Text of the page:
She knew right away that the colors and layout of the room were different from what she had viewed during her mind traveling experience several weeks ago. She relayed the mix-up to bell person showing her the room. Upon checking, he found, to his surprise, she had, indeed, been given a room on the wrong floor.

He must have certainly wondered how a blind woman could see colors and the furniture layout of her room! Once the mistake was corrected and Lola was taken to the right room, she regained her confidence at being in the place that she had become familiar with while mind traveling back in Buffalo.

Developing mind traveling/remote viewing skills

   If you are interested in developing the ability to mind travel, or remote view, as the case may be, Ms Liaros suggests you begin by exploring at a distance a few rooms in your own home. This can be done by sitting comfortably in a chair and relaxing as thoroughly as you can.

Close your eyes and explore each of the rooms separately. Take careful note of all details to observe as though through your normal, five senses. For instance, look at the room’s shape and size? What are the colors in the room? How does the room smell?

Describe the light coming through the windows as it plays on objects in the room. Feel the texture and size of the objects. Feel the floor against your feet. What are the sounds in the room? So far, you have used two important tools to intuitively remotely view your own home: your memory and imagination.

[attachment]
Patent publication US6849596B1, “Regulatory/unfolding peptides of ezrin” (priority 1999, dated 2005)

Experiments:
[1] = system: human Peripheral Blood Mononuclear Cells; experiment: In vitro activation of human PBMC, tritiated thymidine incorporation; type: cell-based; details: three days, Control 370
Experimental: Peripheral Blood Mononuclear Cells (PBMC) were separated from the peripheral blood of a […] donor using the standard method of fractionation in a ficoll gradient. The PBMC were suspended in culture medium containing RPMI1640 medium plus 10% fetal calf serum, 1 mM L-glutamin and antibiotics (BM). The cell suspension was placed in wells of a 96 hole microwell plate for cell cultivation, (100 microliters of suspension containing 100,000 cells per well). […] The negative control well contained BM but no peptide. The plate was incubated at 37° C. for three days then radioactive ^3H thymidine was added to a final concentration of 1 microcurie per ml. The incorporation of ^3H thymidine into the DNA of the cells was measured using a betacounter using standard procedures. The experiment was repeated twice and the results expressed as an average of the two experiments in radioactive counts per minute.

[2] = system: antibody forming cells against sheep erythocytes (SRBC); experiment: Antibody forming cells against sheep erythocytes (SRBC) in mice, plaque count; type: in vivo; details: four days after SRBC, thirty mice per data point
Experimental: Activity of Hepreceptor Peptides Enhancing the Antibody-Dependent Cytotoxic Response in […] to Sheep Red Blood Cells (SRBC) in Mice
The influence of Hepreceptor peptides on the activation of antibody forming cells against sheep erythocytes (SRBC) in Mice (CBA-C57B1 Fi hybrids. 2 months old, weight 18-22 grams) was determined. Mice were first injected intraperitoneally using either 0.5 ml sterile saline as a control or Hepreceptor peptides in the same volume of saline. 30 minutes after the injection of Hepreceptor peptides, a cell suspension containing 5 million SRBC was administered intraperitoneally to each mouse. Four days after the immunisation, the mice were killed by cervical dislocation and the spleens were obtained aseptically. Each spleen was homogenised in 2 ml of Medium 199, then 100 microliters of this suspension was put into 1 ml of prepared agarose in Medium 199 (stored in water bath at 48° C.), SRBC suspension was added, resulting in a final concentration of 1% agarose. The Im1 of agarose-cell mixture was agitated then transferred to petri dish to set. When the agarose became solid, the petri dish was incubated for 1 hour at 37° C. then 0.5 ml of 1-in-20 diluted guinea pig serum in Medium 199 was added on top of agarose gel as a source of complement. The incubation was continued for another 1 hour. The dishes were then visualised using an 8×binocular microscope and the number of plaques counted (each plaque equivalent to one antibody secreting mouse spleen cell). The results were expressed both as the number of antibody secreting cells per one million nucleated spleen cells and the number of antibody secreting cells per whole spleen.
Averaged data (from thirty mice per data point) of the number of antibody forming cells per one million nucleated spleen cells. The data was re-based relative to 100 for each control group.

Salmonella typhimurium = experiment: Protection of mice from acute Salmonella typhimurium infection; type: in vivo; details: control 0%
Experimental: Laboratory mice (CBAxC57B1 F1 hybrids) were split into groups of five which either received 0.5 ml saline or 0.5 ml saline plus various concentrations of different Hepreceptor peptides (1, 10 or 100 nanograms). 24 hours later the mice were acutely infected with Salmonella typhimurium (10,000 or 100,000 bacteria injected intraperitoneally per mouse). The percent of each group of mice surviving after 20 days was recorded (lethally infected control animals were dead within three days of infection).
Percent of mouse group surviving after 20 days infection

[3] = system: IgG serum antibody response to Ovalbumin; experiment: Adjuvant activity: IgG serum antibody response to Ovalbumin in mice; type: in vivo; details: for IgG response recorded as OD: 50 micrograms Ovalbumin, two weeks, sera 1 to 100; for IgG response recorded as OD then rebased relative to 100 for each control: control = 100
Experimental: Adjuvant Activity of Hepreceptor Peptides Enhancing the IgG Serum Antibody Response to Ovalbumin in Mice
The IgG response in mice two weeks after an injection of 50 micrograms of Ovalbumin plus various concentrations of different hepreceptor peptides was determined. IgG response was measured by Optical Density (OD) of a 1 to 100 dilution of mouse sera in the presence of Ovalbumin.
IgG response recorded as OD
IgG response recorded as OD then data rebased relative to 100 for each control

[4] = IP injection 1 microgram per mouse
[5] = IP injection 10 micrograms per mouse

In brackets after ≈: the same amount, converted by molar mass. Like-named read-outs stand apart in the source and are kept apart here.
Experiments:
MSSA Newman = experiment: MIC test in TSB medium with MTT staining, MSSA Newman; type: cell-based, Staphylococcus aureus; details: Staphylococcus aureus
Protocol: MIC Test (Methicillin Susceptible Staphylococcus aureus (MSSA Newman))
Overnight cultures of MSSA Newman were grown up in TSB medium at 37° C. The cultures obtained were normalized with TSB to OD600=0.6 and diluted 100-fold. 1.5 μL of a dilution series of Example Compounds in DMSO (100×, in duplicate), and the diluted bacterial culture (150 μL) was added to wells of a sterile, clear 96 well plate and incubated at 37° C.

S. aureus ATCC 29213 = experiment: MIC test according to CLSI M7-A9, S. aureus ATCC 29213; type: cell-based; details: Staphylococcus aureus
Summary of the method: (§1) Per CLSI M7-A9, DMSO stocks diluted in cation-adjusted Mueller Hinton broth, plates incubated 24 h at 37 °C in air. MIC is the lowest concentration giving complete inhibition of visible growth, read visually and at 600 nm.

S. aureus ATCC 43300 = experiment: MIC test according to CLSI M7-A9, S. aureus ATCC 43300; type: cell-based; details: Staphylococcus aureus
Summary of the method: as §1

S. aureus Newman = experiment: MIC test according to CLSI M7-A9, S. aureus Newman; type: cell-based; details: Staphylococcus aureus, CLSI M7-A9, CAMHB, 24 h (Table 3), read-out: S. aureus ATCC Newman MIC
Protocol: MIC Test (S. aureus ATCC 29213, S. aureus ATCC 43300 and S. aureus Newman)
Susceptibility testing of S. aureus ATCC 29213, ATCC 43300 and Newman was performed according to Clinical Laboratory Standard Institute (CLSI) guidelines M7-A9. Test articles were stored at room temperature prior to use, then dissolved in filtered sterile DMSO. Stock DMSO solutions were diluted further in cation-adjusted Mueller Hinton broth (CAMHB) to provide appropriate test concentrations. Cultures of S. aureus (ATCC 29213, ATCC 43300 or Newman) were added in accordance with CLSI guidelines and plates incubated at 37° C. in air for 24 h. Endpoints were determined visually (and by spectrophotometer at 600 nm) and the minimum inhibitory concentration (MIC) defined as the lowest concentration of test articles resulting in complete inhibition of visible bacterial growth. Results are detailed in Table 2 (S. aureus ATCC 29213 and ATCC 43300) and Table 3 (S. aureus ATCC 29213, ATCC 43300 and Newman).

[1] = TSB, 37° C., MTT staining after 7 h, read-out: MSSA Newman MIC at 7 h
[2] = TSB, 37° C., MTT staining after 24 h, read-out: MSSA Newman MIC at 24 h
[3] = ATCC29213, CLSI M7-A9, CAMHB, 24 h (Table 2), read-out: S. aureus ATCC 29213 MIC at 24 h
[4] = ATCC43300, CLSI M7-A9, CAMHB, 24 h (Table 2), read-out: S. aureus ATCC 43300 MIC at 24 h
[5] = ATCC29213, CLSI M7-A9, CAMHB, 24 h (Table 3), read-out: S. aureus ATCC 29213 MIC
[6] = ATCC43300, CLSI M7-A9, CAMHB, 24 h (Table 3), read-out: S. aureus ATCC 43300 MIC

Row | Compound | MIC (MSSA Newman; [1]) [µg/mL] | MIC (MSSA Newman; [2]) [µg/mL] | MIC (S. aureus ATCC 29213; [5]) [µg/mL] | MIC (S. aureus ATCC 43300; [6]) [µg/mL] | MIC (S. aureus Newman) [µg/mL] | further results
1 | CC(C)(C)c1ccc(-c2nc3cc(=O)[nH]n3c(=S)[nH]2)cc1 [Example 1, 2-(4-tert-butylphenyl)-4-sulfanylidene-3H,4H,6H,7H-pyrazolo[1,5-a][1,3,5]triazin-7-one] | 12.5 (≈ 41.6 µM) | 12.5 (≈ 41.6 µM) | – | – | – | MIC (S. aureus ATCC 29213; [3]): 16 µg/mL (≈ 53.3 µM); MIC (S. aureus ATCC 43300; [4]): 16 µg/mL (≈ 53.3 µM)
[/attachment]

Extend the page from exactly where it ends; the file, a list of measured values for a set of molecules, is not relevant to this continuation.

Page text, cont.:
Later, as you feel confident, you can work with a partner to mind travel to a location that you have never actually seen before. A local restaurant, park, or public building that you have not been to in the past is ideal for this exercise. Using a location that is within your own community will allow you to get immediate feedback as to the accuracy of your mind traveling session.

Better yet, have your partner go to the building or place you will be viewing and stay there for the specified length of the remote viewing session. The first thing that Ms Liaros suggests to do once you have achieved a state of relaxation is to imagine a duplicate of yourself, standing at your side. When this has been accomplished, project the image as your traveling “mind” out to explore the location in question.

Go through the viewing steps as if you are actually going out to eat or visiting the location through your partner’s eyes. Use your five senses as you did with the home viewing exercise. During mind travel, write down and/or draw your impressions to the best of your ability.

At the end of the session, compare notes with your partner to check the validity of your impressions and visit the target location. Be sure to relax and have fun with the process, and you will be amazed at what you actually “see” during your mind traveling!

What will you do with it?